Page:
While I confess to never watching Honey Boo-Boo, our household is one of millions that are tuning in to the new Beverly Hillbillies. We laugh at the antics of those rascally (and yes, somewhat endearing) Robertsons on the reality hit Duck Dynasty; we recently watched their appearance on Dr. Oz. Still, as more and more reality shows about Southern folks hit the airwaves, I wonder why.  Why now?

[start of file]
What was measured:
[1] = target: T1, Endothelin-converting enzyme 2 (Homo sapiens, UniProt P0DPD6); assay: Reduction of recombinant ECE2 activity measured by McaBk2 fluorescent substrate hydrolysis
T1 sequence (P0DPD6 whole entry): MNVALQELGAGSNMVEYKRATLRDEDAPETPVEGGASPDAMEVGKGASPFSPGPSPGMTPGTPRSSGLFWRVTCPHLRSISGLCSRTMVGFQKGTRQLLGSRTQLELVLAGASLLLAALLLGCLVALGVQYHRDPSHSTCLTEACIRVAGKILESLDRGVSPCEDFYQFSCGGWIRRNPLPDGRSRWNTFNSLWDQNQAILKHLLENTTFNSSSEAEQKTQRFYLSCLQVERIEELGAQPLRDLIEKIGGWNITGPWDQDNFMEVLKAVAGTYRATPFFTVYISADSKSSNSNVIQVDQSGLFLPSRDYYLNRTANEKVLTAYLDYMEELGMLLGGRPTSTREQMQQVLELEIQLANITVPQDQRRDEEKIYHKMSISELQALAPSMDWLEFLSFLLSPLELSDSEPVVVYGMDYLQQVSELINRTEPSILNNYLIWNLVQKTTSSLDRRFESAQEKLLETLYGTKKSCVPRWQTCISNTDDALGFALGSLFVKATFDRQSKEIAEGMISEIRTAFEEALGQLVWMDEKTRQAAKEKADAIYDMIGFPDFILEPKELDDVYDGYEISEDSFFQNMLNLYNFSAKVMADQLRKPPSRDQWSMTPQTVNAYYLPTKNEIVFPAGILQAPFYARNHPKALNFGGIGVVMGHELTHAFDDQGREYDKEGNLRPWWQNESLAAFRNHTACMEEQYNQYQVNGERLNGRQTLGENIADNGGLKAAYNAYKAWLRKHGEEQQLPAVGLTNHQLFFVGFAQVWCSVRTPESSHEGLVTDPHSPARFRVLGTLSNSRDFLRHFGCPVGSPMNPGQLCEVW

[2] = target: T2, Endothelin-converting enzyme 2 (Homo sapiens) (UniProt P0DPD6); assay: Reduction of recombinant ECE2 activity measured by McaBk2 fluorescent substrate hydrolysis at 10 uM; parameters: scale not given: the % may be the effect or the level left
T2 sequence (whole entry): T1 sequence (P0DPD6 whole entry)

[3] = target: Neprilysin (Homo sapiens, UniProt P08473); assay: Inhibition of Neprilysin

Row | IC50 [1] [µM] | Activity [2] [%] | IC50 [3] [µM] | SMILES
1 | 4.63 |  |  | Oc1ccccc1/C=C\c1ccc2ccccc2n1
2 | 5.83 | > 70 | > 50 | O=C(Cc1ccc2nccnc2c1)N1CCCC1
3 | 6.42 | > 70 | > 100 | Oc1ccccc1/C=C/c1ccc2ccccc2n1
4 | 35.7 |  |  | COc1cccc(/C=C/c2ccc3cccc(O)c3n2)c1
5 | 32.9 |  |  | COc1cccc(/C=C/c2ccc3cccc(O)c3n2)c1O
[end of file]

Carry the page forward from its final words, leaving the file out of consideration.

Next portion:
I’m no history buff but reading Howard Zinn as a high school junior has made me question historical events, and pop culture in particular, consistently over the years.  Back in the 1920s, usually remembered for the Jazz Age, there was a resurgence of interest in the Ku Klux Klan. The Reconstruction-era hate group was cast as the heroes in the 1915 film, The Birth of a Nation, a movie so popular that President Woodrow Wilson held a screening at the White House. White farmers and working class people felt threatened and disenfranchised by the rise of cities, the growing elite and their culture of glitz and glamour, increasing immigration, and the growing migration of African Americans to the cities.  The movie’s glorification of Southern history, however divisive and racially inflammatory, struck a chord. The Ku Klux Klan began to recruit new members across many states and grew so popular as to host two separate marches to Capitol Hill in 1925 and 1926. When people get scared, they get scary.